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Drought, Flood Driving Worsening Crises in Vulnerable Populations

By Todd Westcott 11:29AM August 13, 2018

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The Food and Agriculture Organization of the United Nations (FAO) has raised alarm over the lack of funding being directed towards the impacts of drought, flood, and conflict on the security of people worldwide, especially those already living under vulnerable circumstances.

The FAO’s mid-year report raised alarm that some of the world’s most severely underfunded crises, which in the wake of new shocks, such as droughts, floods, lean seasons, or conflicts, could push millions of people into acute hunger and food insecurity. These emergencies include drought in Afghanistan, Sudan, and Syria hit by drought and a severe monsoon season, causing flooding, in Bangladesh.

“We want to highlight critical needs in these underfunded crises where our resources to act are currently extremely limited,” said Dominique Burgeon, director of FAO’s Emergency and Rehabilitation Division, Strategic Programme Leader – Resilience.

Without urgent support to the agriculture-based livelihoods, the FAO has stated that there is a real risk of the situations further deteriorating in the affected areas in the second half of 2018, with rising hunger and humanitarian needs. In some of the countries, funding received for livelihoods-based humanitarian action has not come close to matching needs. FAO has said it urgently requires $120 million to reach 3.6 million people in the remainder of the year.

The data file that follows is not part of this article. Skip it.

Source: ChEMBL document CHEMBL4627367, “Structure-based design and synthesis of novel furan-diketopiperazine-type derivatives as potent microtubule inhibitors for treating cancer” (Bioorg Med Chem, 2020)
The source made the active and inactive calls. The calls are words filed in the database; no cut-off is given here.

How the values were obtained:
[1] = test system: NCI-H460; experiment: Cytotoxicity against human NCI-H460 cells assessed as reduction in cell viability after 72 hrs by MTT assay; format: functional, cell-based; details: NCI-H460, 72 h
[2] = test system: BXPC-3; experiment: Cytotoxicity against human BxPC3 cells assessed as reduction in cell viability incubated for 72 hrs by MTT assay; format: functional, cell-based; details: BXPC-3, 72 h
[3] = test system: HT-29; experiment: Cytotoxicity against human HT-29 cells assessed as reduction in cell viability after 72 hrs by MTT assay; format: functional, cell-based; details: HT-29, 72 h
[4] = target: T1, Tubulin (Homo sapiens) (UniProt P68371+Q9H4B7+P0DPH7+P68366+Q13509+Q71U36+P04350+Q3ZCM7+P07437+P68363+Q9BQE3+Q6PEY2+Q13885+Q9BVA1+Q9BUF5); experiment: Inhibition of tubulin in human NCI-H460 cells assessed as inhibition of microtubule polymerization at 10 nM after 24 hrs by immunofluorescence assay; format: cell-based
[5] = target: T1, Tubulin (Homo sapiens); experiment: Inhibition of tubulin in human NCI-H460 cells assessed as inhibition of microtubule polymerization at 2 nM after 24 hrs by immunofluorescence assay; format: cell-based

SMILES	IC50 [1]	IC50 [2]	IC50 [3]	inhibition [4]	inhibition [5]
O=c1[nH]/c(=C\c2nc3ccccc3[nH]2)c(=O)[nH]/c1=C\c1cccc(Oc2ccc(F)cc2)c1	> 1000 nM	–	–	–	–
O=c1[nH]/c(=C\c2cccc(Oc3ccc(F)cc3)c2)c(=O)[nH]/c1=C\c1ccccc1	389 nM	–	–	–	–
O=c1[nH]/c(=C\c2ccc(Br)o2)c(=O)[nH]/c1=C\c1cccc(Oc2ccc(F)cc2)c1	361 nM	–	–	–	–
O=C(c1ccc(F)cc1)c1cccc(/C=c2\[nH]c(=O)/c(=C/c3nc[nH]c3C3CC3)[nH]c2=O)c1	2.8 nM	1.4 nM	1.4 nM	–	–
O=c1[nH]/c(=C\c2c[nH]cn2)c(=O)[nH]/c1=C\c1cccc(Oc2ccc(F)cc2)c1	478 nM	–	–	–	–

Overall, FAO has received less than 30 per cent of the $1 billion requested at the beginning of the year to meet the urgent needs of 33 million people worldwide. For some crises, FAO has received as little as 6 per cent of requirements, leaving millions at risk of acute hunger.

Farmers in Afghanistan are faced with drought-affected crops and livestock, undermining food and economic security. Image Credit: FAO.

“We must ensure that no one is left behind. We need to act now to provide urgent food security and livelihood interventions to save people’s lives, safeguard livelihoods, and strengthen their resilience in the face of future crises,” said Burgeon. “With the support of our resource partners, we can help to avert a further deterioration of food security in some of the most neglected crises in 2018.”

In Syria, the latest indications are that drought in some parts of the country could exacerbate the impact of years of conflict and displacement, threatening to further undermine food production.

Pastoral populations in the Sahel are struggling to cope with the effects of last year’s drought in addition to ongoing conflict and insecurity in the region. They require urgent assistance to protect their herds and address rising hunger.

Humanitarian needs also remain high in the Sudan, driven by a combination of high food prices, the upcoming lean season, displacement, the breakdown of livelihoods, underlying poverty, and the impacts of drought and other natural disasters.

FAO’s emergency response in the affected countries will include provision of crop and vegetable seeds, farming tools and feed for animals, rehabilitation of water infrastructure and water points, animal vaccination campaigns and animal health treatment, improved soil and water management, cash transfers, and cash for work.

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